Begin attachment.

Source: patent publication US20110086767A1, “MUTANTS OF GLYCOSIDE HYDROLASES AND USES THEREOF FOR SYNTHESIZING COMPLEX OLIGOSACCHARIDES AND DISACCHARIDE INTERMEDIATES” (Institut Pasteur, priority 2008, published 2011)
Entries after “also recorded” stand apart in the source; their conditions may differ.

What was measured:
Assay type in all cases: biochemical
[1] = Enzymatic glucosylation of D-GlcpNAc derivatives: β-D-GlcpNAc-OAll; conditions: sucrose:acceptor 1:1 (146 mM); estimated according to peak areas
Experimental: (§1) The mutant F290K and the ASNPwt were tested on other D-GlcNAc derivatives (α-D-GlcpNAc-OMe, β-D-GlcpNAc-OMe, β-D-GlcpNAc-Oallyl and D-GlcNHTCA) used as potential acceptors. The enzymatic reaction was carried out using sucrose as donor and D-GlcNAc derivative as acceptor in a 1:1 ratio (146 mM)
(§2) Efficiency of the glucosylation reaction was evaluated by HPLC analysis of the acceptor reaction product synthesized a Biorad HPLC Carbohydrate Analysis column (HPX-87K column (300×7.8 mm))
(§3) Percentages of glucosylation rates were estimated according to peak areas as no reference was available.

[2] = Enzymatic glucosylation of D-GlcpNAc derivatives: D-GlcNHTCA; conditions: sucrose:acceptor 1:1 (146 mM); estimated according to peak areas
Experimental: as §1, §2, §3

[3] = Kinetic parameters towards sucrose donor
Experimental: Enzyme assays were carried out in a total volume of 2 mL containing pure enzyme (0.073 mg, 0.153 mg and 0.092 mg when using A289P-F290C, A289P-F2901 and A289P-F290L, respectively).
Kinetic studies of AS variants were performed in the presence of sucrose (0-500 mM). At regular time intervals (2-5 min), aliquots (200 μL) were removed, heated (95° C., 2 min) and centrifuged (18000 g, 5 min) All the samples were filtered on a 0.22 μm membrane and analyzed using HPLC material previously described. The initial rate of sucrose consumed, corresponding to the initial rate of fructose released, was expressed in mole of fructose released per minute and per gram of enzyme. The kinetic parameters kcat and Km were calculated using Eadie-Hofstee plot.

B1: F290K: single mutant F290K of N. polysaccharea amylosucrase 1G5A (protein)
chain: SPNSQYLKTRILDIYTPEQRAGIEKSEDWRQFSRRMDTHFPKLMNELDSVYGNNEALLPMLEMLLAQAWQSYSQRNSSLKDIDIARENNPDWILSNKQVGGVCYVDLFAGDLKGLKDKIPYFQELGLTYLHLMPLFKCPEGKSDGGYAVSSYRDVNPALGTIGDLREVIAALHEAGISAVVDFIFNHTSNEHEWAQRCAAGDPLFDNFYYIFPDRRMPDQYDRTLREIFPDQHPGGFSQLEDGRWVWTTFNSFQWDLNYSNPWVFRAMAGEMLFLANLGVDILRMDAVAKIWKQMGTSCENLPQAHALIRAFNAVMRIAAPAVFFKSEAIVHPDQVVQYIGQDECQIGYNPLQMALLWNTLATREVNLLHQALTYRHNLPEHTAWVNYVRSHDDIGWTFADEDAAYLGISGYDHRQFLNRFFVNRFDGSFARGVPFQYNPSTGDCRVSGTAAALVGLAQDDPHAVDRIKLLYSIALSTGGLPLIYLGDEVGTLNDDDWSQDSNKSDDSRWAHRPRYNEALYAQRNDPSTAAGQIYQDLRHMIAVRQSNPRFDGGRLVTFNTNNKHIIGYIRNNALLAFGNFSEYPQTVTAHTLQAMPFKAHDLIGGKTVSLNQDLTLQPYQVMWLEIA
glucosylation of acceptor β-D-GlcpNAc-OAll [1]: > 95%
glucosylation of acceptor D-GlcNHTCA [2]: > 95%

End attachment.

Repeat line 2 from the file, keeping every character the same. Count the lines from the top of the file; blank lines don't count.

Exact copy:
Entries after “also recorded” stand apart in the source; their conditions may differ.